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Marzano and Marzano cited a comprehensive review of literature on student achievement and found the top factor in student achievement was classroom management. Students are limited on how much they can learn in a classroom that is disrupted, unsafe, and/or chaotic. 

There are entire books written on the topic of classroom management. The focus in this article is upon classroom management that helps spur students to become self-starters that are self-aware and self-actualizing learners. As Davies stated, we want our students to be able to regulate and assess their behaviors and their academic growth. Those are the behaviors that we want them to carry out of our classes at the end of the year because those are the behaviors of self-confident achievers. 

Teacher Rapport With Students - 

Classroom management relates to many factors in a classroom, including how the room and lessons are organized, the behavior management system (or lack thereof) in the classroom and the teacher's rapport with the students. Marzano and Marzano conducted a literature review of 100 studies and found that the largest factor in classroom management that influenced student behaviors was the rapport that teachers had with their students. Teachers who had good rapport with their classes could count on about a third less problems with students violating classroom rules or having behavioral issues in class. 

How does one achieve a strong rapport with students? 

Personal Interest and Differentiation - 

Some teachers tend to deal with each class as a unified whole. This does not help individual students navigate in class. One of the keys to taking a personal interest in each student is to differentiate the curriculum. This begins by first finding out about the interests, readiness levels, and learning styles of the students in your classroom. As Tomlinson stated, we first gain the trust of students when we begin to honor their unique interests, learning styles, and ways of seeing the world, such as cultural differences.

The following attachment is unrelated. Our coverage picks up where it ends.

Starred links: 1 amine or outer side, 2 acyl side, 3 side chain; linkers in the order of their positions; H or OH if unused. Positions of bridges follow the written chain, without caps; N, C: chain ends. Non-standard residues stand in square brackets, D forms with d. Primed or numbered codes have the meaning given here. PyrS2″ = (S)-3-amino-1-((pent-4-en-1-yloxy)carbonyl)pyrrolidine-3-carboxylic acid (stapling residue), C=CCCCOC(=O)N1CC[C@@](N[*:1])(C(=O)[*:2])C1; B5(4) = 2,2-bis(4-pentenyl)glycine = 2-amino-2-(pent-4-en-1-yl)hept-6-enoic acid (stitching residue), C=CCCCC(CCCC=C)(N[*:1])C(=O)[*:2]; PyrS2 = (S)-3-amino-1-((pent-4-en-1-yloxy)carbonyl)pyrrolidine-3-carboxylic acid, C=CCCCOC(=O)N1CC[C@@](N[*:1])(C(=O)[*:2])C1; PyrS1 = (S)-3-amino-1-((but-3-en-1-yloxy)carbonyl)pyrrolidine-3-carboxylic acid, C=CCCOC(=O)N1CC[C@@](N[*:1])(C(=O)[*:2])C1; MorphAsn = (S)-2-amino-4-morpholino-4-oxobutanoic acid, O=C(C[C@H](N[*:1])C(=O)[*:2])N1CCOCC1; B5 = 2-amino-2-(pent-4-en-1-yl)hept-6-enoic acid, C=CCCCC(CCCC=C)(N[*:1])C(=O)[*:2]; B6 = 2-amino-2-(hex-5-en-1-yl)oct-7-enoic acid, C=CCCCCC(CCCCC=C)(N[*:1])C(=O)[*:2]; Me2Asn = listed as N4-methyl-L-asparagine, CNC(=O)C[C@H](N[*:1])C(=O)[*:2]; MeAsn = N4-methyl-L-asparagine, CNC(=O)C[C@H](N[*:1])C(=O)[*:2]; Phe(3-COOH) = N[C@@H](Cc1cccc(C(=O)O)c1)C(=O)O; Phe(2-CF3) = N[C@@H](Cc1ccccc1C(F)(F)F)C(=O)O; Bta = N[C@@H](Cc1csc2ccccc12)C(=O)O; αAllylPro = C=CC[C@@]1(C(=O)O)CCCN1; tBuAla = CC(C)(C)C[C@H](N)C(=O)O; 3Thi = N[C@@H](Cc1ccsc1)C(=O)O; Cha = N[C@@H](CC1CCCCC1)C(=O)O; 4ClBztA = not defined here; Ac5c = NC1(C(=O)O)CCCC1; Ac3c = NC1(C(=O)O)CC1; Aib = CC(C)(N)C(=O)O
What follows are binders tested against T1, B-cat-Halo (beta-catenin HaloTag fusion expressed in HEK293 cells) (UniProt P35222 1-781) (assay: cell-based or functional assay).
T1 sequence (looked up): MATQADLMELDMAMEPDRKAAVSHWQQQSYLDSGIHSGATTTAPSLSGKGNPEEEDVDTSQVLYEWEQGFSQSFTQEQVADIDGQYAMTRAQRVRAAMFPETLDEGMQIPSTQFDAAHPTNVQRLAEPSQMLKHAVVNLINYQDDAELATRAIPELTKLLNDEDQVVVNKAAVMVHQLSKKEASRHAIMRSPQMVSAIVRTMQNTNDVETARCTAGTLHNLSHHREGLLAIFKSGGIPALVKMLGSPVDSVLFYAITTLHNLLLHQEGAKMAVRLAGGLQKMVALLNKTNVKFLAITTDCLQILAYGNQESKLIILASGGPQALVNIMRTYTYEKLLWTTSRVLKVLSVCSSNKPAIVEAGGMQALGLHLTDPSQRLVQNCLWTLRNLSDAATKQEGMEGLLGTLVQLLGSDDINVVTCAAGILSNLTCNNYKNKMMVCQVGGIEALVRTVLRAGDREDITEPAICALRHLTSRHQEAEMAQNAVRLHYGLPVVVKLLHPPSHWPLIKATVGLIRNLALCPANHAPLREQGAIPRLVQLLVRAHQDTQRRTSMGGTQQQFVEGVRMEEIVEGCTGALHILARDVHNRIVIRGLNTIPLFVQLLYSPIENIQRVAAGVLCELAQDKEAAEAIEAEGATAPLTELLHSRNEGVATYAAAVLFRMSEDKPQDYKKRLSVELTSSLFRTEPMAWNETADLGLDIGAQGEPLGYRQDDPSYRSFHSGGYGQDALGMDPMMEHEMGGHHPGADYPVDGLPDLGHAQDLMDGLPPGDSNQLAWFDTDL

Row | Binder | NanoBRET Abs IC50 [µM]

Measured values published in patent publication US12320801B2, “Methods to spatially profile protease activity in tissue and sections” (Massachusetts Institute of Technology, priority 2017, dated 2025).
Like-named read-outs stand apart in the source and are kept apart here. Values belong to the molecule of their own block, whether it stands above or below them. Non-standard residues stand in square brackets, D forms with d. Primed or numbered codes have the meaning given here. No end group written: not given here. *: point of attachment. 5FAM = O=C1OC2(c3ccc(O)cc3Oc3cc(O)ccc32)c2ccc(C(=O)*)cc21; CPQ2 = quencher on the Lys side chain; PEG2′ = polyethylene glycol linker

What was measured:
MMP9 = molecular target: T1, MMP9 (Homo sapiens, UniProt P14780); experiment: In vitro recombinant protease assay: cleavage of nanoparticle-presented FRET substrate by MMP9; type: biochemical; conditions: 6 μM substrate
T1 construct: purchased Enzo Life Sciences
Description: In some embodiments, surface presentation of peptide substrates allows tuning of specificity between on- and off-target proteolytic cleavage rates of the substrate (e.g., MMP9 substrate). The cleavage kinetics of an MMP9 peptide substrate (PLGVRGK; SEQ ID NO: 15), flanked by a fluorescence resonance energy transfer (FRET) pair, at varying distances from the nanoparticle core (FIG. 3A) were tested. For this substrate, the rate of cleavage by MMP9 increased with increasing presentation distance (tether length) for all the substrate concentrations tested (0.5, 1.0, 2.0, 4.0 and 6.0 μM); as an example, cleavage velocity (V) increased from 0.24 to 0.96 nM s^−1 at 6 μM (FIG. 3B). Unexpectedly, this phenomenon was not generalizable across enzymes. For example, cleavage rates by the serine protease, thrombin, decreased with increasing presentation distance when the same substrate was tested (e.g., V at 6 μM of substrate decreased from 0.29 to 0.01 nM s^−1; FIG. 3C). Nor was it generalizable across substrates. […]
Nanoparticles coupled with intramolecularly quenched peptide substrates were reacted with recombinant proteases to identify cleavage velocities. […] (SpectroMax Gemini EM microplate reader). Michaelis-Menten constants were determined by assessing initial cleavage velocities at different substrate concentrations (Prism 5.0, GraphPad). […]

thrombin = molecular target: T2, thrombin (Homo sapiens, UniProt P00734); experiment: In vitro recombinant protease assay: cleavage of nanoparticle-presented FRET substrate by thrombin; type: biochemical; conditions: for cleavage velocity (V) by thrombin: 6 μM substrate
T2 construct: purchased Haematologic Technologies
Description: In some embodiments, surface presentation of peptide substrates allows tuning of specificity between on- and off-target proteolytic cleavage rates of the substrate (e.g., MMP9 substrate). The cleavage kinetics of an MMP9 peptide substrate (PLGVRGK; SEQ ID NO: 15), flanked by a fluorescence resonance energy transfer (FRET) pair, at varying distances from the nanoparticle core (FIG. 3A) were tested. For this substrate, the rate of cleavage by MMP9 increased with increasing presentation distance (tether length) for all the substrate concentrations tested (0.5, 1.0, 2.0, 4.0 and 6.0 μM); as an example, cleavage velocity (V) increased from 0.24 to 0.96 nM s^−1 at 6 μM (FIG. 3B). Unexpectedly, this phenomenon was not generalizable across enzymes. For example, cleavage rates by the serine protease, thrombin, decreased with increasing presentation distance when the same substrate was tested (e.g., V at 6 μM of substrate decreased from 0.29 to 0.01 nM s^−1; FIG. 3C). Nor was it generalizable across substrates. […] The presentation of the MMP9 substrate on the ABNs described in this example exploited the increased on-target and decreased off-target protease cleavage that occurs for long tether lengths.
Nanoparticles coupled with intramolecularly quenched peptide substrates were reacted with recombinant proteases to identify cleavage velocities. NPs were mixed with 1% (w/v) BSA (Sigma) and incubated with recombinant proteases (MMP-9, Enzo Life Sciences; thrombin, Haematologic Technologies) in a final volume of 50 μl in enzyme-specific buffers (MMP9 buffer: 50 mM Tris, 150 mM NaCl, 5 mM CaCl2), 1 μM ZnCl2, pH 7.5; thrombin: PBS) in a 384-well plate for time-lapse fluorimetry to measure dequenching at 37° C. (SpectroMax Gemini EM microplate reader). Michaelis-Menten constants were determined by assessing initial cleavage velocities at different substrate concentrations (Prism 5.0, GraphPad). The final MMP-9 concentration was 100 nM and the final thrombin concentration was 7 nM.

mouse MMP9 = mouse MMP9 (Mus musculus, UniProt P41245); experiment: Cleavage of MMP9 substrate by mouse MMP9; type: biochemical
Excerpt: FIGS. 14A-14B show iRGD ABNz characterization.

Students realize that teachers have their best interest at heart when teachers have taken the time to provide scaffolding or enrichment as needed, based upon student readiness. As Tomlinson stated, this helps students to learn in a manner that is most efficient for them. 

There are teachers still going home from school feeling as though achieving the goal of some percentage of students learning means they did their best that day. We have not done our best each day until we have ensured that every student in our class is provided the means to learn the curriculum, regardless of their readiness level. 

When we have created a path for each student to learn each and every day, we are reaching each student and telling them by our behavior how important they are to us. When every day students are provided appropriate scaffolding or enrichment in order to achieve in our classes, they will be more likely to do their best because they will begin to have faith that we will provide the scaffolding they need to reach the goal. 

Students know the handshake at the door can be a cliché. It is what goes on inside of the classroom that really counts. 

Grouping and Individual Learning Conferences - 

One really great way of gaining a rapport with students is to have regular interaction with them in small group and individual conferences. This allows you to learn about them better as individuals and help provide that scaffolding and/or enrichment through mini learning conferences. Atwell taught us to have individual conferences with writers when we do Writers' Workshop. As Davies stated, when we begin to have those conferences regularly about all assignments, we are able to provide the constructive, caring, individual feedback on work that helps our students to flower. 

Davies went on to make a key point: We should spend a lot more time with such formative assessments, assessments on the fly that allow our students to fix, correct, and amend their work, learning from their mistakes, rather than giving them a steady diet of final assessments. Students do not learn as much from a final assessment marked up in red than they do from correcting their own work and learning where they are not meeting the standards after receiving constructive, formative feedback.